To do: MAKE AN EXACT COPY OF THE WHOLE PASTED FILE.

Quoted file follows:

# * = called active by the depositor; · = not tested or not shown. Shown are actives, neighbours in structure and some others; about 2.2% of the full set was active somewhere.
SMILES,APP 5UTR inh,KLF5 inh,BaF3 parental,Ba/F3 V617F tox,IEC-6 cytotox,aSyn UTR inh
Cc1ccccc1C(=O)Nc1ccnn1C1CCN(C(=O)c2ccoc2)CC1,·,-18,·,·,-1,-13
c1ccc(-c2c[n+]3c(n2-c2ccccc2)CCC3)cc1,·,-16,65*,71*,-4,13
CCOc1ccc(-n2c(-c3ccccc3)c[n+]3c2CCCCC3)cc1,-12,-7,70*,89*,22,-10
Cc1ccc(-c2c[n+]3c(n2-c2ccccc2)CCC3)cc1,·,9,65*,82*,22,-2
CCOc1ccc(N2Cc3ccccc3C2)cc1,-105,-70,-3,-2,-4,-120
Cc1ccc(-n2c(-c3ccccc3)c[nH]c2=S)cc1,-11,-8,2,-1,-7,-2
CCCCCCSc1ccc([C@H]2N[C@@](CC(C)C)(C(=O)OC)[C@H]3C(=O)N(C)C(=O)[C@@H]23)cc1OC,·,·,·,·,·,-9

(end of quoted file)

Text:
# * = called active by the depositor; · = not tested or not shown. Shown are actives, neighbours in structure and some others; about 2.2% of the full set was active somewhere.
SMILES,APP 5UTR inh,KLF5 inh,BaF3 parental,Ba/F3 V617F tox,IEC-6 cytotox,aSyn UTR inh
Cc1ccccc1C(=O)Nc1ccnn1C1CCN(C(=O)c2ccoc2)CC1,·,-18,·,·,-1,-13
c1ccc(-c2c[n+]3c(n2-c2ccccc2)CCC3)cc1,·,-16,65*,71*,-4,13
CCOc1ccc(-n2c(-c3ccccc3)c[n+]3c2CCCCC3)cc1,-12,-7,70*,89*,22,-10
Cc1ccc(-c2c[n+]3c(n2-c2ccccc2)CCC3)cc1,·,9,65*,82*,22,-2
CCOc1ccc(N2Cc3ccccc3C2)cc1,-105,-70,-3,-2,-4,-120
Cc1ccc(-n2c(-c3ccccc3)c[nH]c2=S)cc1,-11,-8,2,-1,-7,-2
CCCCCCSc1ccc([C@H]2N[C@@](CC(C)C)(C(=O)OC)[C@H]3C(=O)N(C)C(=O)[C@@H]23)cc1OC,·,·,·,·,·,-9